Riding the Rising Wave of Digital Innovation in Health and Wellness

A few years ago I was diagnosed with Hashimoto’s disease – an autoimmune disease related to my thyroid that turned my own immune system against me. While the initial diagnosis was terrifying, I soon found solace in amazing innovations that allowed me to gain control over my condition. Instead of sitting on the sidelines feeling helpless, I am the one who drives my health – not my illness.

Digital insights have hardened my determination. I created a program to have complete control over my condition and make informed decisions about what to monitor and regulate, such as: B. the foods I eat and how they affect me; my movements and my sleep; and general mood patterns.

My doctor appreciated how much I studied the details and looked after my health. Together we found the right balance between diet, nutritional supplements, medication and fitness. Thanks to multiple apps that allow me to track my progress, I now know exactly what to look out for and what data to monitor.

Innovations in digital health and wellness enable patients to take care of their treatment and care themselves to an unprecedented extent. The real reward of advances in digital health lies in the feeling of relief and comfort of taking control of our conditions rather than being controlled by them. Technology equips us with all the tools and information we need to keep going, a fundamental departure from what was historically a doctor-controlled process that patients simply follow.

Insight and action

We now have FDA-cleared digital apps and therapies that allow us to remotely monitor conditions. New digital content sources and social conversations that influence our health and wellness awareness and actions are available.

These digital innovations generate huge amounts of data, but we increase their impact as we get better at distilling data into meaningful insights and actions. Patient data is aggregated and synthesized to provide better care to others with similar conditions.

Health data accelerates the path to diagnosis for patients with rare diseases that are difficult to detect, and enables informed treatment plans to be designed and implemented faster than ever before. Data is ringing early warning bells so authorities can proactively stop the spread of infectious diseases and improve overall public health.

Own the result

Technological innovation has become the backbone of advances in health and wellness. For example, electronic health record systems (EMRs, EHRs, and PHRs) have largely replaced paper filing systems and records. They give doctors quick and easy access to patient data and can view a patient’s medical history, test results and images and automatically share them with other specialists.

This functionality also helps people live healthier lives and make better wellness decisions. For example, we have portable devices that remind us to get up and walk around after we’ve been sitting for long periods of time. We have digital, networked scales that evaluate our BMI or monitor our heart rate for us while we exercise. Nokia Sleep even released a Wi-Fi connected mattress overlay that allows us to better understand our sleep quality every night.

Another significant development is digital therapeutics (DTx) – behavioral treatments used to prevent or treat diseases or disorders such as mental health, sleep disorders and ADHD in adults and children. A good example is the Sleepio app, which creates a personalized program of microsessions with step-by-step instructions for each user. Patients spend about 20 minutes a week learning how to sleep better through evidence-based techniques that change their behavior.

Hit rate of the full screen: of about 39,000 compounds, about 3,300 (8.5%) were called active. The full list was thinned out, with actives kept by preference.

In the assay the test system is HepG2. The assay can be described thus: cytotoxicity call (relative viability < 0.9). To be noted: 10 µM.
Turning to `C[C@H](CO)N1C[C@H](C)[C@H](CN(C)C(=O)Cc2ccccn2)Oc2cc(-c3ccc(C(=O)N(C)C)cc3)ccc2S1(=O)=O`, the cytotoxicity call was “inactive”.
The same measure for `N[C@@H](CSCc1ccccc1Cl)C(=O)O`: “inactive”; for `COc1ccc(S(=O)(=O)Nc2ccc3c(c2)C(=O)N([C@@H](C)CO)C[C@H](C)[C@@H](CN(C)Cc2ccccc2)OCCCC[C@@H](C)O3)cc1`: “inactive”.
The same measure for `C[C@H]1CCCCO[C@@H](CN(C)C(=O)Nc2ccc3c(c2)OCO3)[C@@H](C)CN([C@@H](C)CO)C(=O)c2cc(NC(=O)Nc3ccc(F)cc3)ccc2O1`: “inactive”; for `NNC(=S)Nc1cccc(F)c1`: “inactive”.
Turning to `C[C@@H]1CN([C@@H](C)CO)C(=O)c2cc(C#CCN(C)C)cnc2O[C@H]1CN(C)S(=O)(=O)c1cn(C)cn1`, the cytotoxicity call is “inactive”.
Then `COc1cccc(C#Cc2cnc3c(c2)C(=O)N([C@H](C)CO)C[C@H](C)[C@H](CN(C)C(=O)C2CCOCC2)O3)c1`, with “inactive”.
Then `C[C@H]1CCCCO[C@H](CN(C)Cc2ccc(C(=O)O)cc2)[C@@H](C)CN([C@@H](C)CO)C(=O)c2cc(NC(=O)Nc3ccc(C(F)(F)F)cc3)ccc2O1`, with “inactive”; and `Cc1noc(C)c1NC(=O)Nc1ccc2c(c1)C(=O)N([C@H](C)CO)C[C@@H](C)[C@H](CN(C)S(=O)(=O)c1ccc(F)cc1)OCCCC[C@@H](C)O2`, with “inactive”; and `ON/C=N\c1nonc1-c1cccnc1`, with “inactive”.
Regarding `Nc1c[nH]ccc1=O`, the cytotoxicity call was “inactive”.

The pandemic has undoubtedly accelerated the rising wave of digital innovations, particularly in the telemedicine field. Apps that support the continuous and productive dialogue between doctor and patient are particularly exciting for me. Patients can begin to link their behavior and actions to the health effects and gain insights to share and discuss with their doctors.

Understand the potential downsides

Of course, telemedicine and digital health have potential downsides. While telemedicine is now mainstream and preferred by many patients over doctor visits, there have been increasing reports of excessive screen time and information overload, both of which can lead to digital fatigue and stress for doctors.

Recent research suggests that around a third of doctors are burned out, and more than half of those surveyed said their burnout symptoms increased during the pandemic.

Digital self-invention

I believe that healthcare, like any other industry, needs to constantly innovate and reinvent itself in order to remain meaningful and relevant.

It is crucial to focus on reaching out to specific patients and professionals and conveying what they need to know while taking care of their health, rather than showering a large audience with the same message over and over again.

With the help of advanced analyzes and real-time optimizations, we can quickly increase awareness and initiate meaningful dialogues about new and emerging health and wellness innovations.

Sit in the driver’s seat

Digital technologies put the consumer first when it comes to managing their health. New therapies and innovations will continue to emerge as treatments evolve and technology raise awareness and expand treatment standards.

Riding the wave of digital innovation in health and wellness means that we are clear about what insights we need and how and where we can get them so that we can identify, manage and monitor the specific things, that keep people healthy.

The information provided here is not intended as medical advice, diagnosis, or treatment. You should contact a qualified healthcare provider about your specific situation.

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